One year Chris SP5GIQ and Mirek SP5IXI decided to take part in the SP DX Contest. They wanted it to be a very serious effort. They even installed a 40m quad antenna made of wires hanging between high buildings. But there was a big problem: QRM.
It was very easy to know if there is anybody in the club. The windows of the club rooms were very clearly visible from outside.
But a perfect solution has been found. Chris and Mirek found some thick pleds and put them tightly in all windows. So even if the light was turned on in the club, the windows were completely dark from outside. And of course: dark windows = nobody in the club. In this way the QRM problem was solved.
These were the sins of youth but probably all of us have such stories in our history, stories from the period of time when we were learning HAM radio, gaining experience. In the retrospect, these are funny stories and great memories.
Callsigns used by SP5IXI/VK6DXI
Here are the callsigns Mirek used during his life: 3B8CF (on the way to FT5XO), 3W6DXI, 7S5AA, 8Q7XI, 9M8DX, 9M8DX/2 (AS-058), 9M8DX/2 (AS-046), 9M8DX/2 (Kuala Lumpur), 9M8DX/2 (AS-015), 9N1DX, 9V1XE, BV7/VK6DXI, BY1PK, BY1QH, DL/VK2DXI, EA4/VK6DXI, EP3PTT, F/VK6DXI, FK/VK6DXI, FT5XO, HB0/SP5IXI, HB9/SP5IXI/P, HG8RTT, HK7/VK6DXI, HL1/VK6DXI, HL4/VK3DXI, HL5/VK3DXI, HS0/VK3DXI (Pukhet Is.), HS0/VK3DXI (Pattaya and Bangkok), HS0AC, I0/SP5IXI, JA6YAO/VK6DXI, KH6/VK2DXI, LU/VK3DXI, MW/VK3DXI, OH0/VK3DXI, PA0NOL, SM5/VK3DXI, SO5IXI, SP5IXI, SP5IXI/OE4, SP5IXI/OE6, SV1/SP5IXI/P, TA1/SP5IXI, TA2/SP5IXI, TF/SP5IXI, TI2/SP5IXI, UA9YAB, VE2/VK3DXI, VE2CUA, VK2DXI, VK2DXI/9M2, VK2DXI/9M8, VK2DXI/VE2, VK2DXI/VE3, VK2DXI/VE7, VK2DXI/VK9N (Norfolk Is.), VK2DXI/VO1, VK2DXI/VO2, VK2DXI/VY2, VK3DXI, VK3DXI/4S7, VK3DXI/BY9GA, VK3DXI/LA, VK6DXI, VK6DXI/4, VK6DXI/mm (on R/V Braveheart), VK9XU (Christmas Is.), VP5VDE, VR2009EAG, VU/VK2DXI, W0/VK3DXI, W2/VK2DXI, W7/VK6DXI, XE1RCQ, Z2/VK2DXI, Z21DXI, ZL1/VK6DXI, ZL8R, ZS2/VK6DXI, ZS5/SP5IXI, ZS6/VK2DXI.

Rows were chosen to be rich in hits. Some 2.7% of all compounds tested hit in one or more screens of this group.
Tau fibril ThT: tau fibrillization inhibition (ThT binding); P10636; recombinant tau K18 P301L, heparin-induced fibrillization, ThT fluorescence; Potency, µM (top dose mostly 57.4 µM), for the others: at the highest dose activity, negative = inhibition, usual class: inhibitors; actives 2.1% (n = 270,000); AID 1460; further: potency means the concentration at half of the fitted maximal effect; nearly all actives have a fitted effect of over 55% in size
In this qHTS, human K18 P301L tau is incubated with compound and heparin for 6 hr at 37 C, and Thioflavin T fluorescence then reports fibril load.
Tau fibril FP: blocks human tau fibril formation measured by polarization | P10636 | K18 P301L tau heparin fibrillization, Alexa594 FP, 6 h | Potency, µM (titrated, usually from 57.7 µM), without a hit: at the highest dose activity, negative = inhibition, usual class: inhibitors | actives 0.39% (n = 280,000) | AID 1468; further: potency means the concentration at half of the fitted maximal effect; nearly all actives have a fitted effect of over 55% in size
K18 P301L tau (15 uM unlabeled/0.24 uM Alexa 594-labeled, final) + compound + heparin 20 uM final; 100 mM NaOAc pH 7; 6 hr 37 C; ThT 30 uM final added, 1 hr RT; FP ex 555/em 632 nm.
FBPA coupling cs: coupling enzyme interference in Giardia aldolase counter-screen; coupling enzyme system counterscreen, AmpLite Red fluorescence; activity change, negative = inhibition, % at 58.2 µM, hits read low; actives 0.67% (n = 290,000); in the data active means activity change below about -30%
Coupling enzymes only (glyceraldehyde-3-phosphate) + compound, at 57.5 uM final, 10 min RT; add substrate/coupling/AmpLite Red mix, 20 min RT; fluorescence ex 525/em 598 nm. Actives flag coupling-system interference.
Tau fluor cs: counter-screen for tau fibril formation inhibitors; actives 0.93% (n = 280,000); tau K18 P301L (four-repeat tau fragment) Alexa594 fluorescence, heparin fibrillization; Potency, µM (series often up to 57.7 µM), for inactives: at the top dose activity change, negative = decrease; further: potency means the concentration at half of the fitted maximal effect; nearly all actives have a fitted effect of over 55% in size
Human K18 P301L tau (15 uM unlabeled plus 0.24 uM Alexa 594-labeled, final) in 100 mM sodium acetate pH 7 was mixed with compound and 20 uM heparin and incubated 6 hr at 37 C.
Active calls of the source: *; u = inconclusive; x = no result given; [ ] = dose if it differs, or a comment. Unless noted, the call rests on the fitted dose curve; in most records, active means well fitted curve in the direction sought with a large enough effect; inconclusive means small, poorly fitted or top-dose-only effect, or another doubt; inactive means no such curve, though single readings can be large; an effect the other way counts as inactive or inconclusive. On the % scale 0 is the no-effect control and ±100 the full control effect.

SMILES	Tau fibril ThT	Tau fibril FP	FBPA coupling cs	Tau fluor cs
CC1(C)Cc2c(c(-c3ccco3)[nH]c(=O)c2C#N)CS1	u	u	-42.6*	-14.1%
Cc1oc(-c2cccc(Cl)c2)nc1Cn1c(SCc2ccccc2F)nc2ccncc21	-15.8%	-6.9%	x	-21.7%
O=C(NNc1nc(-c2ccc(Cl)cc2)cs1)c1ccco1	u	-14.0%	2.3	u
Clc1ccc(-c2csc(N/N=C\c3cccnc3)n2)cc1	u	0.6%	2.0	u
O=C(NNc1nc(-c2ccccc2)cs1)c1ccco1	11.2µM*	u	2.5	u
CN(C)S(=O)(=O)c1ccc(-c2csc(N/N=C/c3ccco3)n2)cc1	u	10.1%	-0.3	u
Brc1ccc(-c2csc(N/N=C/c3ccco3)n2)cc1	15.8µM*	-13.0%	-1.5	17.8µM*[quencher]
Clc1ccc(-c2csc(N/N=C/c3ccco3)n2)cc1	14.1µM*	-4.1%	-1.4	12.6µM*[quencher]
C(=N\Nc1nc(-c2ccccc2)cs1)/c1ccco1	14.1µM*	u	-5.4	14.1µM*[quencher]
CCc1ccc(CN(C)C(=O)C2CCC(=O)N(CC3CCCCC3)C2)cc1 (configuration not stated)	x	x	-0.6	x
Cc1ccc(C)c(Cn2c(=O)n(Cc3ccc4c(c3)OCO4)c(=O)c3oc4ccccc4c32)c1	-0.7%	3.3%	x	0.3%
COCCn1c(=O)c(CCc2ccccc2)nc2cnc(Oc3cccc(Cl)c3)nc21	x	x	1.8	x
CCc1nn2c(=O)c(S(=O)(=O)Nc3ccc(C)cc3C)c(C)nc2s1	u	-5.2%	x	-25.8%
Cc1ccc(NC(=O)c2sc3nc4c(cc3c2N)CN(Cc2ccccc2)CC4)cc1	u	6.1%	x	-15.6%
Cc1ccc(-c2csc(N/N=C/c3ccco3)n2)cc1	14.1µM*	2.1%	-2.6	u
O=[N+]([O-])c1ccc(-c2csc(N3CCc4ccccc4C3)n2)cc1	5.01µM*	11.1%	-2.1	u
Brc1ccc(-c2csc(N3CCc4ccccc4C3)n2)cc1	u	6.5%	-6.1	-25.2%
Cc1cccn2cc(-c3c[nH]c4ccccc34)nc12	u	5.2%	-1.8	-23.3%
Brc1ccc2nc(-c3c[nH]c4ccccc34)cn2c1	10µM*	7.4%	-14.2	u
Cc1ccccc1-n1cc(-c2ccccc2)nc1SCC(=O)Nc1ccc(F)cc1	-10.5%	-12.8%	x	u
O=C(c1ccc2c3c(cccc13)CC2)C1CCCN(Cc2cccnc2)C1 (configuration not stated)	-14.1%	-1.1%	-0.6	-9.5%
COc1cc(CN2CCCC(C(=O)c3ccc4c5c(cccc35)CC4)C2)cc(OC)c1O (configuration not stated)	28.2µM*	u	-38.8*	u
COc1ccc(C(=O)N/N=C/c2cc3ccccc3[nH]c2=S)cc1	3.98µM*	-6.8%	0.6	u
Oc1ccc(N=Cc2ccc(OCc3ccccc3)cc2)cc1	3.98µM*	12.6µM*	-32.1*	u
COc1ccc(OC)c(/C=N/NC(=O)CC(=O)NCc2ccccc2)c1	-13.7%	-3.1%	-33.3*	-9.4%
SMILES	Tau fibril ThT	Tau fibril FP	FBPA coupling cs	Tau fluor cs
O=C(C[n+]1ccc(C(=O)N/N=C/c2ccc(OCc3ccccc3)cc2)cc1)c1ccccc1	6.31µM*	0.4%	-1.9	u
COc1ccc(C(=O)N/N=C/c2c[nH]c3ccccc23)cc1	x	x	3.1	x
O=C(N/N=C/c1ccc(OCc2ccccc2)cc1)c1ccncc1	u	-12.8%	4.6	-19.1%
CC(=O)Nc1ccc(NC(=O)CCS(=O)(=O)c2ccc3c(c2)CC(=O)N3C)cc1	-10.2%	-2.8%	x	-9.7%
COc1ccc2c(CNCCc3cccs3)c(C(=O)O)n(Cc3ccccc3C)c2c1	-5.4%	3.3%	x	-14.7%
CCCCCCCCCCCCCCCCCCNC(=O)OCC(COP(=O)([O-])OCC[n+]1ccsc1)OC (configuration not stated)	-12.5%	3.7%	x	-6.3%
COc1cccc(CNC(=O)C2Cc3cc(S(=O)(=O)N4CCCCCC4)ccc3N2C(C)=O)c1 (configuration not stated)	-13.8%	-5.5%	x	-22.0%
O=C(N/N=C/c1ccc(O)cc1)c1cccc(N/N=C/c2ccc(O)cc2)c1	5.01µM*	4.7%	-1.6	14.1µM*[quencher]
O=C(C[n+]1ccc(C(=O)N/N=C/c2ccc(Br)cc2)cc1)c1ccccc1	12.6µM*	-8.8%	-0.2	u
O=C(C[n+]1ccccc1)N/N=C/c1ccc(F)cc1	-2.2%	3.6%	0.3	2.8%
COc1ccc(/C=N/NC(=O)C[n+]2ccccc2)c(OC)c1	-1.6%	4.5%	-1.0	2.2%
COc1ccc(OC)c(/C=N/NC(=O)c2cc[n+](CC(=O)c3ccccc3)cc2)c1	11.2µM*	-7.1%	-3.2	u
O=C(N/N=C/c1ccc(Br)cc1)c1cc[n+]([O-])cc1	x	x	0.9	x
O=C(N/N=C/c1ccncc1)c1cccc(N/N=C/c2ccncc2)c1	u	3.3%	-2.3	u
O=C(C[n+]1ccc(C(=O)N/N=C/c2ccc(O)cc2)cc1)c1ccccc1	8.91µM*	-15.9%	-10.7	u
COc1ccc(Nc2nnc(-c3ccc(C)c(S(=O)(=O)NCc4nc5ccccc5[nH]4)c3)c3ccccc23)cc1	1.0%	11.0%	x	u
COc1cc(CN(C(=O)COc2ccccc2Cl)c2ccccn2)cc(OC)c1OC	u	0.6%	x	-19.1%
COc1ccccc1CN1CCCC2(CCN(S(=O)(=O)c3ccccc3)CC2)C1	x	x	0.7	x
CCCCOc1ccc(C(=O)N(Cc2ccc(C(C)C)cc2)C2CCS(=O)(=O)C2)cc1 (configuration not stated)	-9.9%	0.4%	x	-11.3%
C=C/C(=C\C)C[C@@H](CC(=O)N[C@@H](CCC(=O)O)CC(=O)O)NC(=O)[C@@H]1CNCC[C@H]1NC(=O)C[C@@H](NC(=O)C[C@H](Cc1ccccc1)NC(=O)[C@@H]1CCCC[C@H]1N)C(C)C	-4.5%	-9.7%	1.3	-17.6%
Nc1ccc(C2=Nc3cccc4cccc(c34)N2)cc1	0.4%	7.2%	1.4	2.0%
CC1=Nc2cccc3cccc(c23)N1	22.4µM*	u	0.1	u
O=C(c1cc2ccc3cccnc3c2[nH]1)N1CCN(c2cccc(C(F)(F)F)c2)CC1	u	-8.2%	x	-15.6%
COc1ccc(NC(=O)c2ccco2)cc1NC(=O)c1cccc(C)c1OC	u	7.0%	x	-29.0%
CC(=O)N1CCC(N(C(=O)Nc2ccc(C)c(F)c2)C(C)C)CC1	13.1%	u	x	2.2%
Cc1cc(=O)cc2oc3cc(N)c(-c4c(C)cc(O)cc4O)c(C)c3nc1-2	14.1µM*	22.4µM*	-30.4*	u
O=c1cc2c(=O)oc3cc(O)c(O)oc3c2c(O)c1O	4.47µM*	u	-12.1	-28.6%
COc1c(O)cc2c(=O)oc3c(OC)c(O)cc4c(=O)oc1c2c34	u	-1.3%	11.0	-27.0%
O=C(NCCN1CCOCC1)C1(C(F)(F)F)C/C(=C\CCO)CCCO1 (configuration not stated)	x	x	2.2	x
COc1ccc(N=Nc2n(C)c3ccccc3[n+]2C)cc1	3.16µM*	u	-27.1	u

Some QSL Cards of Mirek’s Activities
Webiste for a Friend Who Passed Away
I come from a younger generation of HAMs than Mirek SP5IXI. I got my license in 1989. I first met Mirek on bands in 1991 when he was active as VK2DXI/9M2. It was my first QSO to West Malaysia. I got bitten by the DXing and contesting bug when I was still a listener. So it did not take too much time to find a contact with Mirek and to follow his trips and DXpeditions. Years after years we were in touch and finally we met in Poland during one of his visits. It became our tradition: each time Mirek was in Poland, we had to meet and visit SP5KMB (the club where Mirek started his HAM adventure). After some time we became friends.
When Ted DL4DBR (who was a QSL Manager of Mirek’s activities) passed away in 2009, Mirek asked me to become his QSL manager.
For many years Mirek was like an ambassador of Polish HAMs in the international community. In eighties and ninethies Polish radio amateur emigrants used to meet on 14.273 MHz. It was like a Polish frequency used to talk to friends in Poland. As far as I know Mirek was one of the authors of the idea of such a Polish frequency.
This website was built to keep the memory of SP5IXI/VK6DXI, his radio expeditions and friends he met during his trips.
Picture Galleries of SP5IXI/VK6DXI
Various Photos from Many Places and Time Periods
7X0DX (2002, 2008)
Mirek 7X0DX (aka SP5IXI, VK6DXI, Z21DXI etc) visted Algeria many times on business trips in 2002 and 2008. He always tried to be active on bands during his free time. He was using IC-7000, AH4 ATU and a longwire antenna.
7X0DX was active on HF (CW, SSB, RTTY, SSTV and PSK31) and via satellites UO14 and AO40. Overall more than 16,3k QSOs were logged.
Some specific 7X0DX QSO data (satellites) were lost but besides that the complete log is uploaded to the LoTW and ClubLog. If you need paper QSL please use OQRS or send an email to Tom SP5UAF.
Mirek (SP5IXI, VK6DXI etc) visted Malaysia many times during his business trips. He visited 9M8 many times over the years and he was active on bands. During each visit he also tried to meet local HAM community.
Mirek SP5IXI/VK6DXI visited West Malaysia many times over the years. He was active as 9M8DX/2 from four locations:
- Kuala Lumpur
- Penang Island (AS-015)
- Tioman Island (AS-046)
- Langkawi Island (AS-058)
Most of his IOTA activities were from Tioman Is.
One of the business trips led Mirek to beautiful Iceland. Mirek was active using IC-7000, AH4 ATU and a longwire antenna. He also met many local HAMs.
One of the visited places was South Africa. Of course Mirek SP5IXI/VK6DXI used the chance to be on air. It is not a needed DXCC but as always it was fun to operate from new entity and meet local HAMs.